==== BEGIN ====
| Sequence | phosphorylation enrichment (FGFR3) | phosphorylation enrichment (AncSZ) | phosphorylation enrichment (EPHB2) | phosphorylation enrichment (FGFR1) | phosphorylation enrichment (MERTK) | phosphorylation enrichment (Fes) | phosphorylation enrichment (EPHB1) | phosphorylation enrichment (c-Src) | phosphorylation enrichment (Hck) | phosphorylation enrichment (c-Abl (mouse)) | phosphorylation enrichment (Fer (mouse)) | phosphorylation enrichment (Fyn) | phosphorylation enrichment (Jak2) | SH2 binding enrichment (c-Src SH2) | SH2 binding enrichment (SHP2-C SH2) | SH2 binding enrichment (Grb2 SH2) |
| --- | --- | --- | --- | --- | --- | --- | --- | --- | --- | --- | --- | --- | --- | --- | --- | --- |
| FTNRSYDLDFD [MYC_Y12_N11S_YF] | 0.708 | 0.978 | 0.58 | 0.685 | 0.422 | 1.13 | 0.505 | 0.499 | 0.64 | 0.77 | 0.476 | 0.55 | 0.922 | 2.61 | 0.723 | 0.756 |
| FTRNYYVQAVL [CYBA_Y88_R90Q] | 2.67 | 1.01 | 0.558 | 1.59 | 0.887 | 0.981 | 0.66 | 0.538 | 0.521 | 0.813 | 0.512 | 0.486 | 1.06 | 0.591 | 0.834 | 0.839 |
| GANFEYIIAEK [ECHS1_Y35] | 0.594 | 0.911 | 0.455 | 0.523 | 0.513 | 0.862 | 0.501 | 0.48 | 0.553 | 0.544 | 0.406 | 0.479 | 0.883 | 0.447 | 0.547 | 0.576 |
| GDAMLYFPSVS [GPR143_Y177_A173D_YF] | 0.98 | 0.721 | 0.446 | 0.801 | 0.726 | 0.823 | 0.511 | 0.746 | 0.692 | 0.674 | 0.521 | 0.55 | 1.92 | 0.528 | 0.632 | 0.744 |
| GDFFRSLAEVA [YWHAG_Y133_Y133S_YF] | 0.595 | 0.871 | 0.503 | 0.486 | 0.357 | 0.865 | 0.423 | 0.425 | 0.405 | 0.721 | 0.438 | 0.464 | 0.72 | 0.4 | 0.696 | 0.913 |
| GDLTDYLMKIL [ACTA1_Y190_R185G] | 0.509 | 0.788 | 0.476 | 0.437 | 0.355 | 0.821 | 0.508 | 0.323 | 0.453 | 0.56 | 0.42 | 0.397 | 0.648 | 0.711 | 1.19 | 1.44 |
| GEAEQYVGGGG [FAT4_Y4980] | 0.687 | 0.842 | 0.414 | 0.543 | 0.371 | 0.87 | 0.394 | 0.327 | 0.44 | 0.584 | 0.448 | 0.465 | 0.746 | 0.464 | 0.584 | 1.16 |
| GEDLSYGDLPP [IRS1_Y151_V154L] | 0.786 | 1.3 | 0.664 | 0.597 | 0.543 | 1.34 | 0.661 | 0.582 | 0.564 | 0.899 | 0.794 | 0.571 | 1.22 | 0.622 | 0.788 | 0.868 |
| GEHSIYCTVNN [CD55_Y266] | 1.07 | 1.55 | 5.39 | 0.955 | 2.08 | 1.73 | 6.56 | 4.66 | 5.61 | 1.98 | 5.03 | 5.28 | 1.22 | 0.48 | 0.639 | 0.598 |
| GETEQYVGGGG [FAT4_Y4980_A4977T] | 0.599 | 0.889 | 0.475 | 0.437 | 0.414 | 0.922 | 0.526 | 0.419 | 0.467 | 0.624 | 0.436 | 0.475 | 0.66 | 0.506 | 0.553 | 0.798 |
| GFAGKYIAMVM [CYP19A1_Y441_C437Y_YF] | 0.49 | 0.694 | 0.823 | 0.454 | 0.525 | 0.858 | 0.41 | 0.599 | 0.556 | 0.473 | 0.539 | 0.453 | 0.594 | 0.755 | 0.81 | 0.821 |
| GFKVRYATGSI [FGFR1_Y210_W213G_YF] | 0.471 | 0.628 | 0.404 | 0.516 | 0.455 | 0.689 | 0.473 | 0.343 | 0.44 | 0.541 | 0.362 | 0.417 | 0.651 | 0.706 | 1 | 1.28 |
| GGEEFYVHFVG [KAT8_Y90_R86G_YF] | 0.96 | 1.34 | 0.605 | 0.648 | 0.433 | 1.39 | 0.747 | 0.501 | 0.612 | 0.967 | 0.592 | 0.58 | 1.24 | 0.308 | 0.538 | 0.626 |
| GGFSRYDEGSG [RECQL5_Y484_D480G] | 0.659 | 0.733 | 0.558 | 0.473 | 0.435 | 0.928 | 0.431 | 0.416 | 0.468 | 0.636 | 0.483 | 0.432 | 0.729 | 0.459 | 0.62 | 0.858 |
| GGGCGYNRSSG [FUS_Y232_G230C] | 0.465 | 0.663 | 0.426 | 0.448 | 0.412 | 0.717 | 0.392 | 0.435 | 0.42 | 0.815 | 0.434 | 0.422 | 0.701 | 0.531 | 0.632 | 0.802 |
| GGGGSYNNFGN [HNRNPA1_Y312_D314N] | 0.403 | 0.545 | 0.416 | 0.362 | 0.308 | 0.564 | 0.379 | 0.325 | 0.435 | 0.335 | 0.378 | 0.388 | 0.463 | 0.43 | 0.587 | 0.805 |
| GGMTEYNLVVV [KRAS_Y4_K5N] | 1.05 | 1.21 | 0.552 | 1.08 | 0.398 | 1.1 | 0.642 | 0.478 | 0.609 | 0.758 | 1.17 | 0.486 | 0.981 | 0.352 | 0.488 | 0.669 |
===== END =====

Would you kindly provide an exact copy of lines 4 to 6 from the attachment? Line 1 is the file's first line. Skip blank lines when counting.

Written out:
| FTRNYYVQAVL [CYBA_Y88_R90Q] | 2.67 | 1.01 | 0.558 | 1.59 | 0.887 | 0.981 | 0.66 | 0.538 | 0.521 | 0.813 | 0.512 | 0.486 | 1.06 | 0.591 | 0.834 | 0.839 |
| GANFEYIIAEK [ECHS1_Y35] | 0.594 | 0.911 | 0.455 | 0.523 | 0.513 | 0.862 | 0.501 | 0.48 | 0.553 | 0.544 | 0.406 | 0.479 | 0.883 | 0.447 | 0.547 | 0.576 |
| GDAMLYFPSVS [GPR143_Y177_A173D_YF] | 0.98 | 0.721 | 0.446 | 0.801 | 0.726 | 0.823 | 0.511 | 0.746 | 0.692 | 0.674 | 0.521 | 0.55 | 1.92 | 0.528 | 0.632 | 0.744 |